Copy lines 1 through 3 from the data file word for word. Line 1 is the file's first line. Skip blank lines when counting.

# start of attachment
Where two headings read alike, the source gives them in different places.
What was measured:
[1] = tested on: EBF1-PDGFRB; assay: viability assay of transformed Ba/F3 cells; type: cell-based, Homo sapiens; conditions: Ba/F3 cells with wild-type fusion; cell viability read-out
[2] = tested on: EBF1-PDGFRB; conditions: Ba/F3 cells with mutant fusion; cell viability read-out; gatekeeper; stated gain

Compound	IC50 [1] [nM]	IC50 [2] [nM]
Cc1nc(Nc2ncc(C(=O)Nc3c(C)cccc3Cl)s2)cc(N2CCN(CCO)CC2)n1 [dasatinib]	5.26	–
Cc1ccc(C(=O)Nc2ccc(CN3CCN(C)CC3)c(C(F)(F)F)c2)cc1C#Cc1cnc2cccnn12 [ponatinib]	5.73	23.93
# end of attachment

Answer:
Where two headings read alike, the source gives them in different places.
What was measured:
[1] = tested on: EBF1-PDGFRB; assay: viability assay of transformed Ba/F3 cells; type: cell-based, Homo sapiens; conditions: Ba/F3 cells with wild-type fusion; cell viability read-out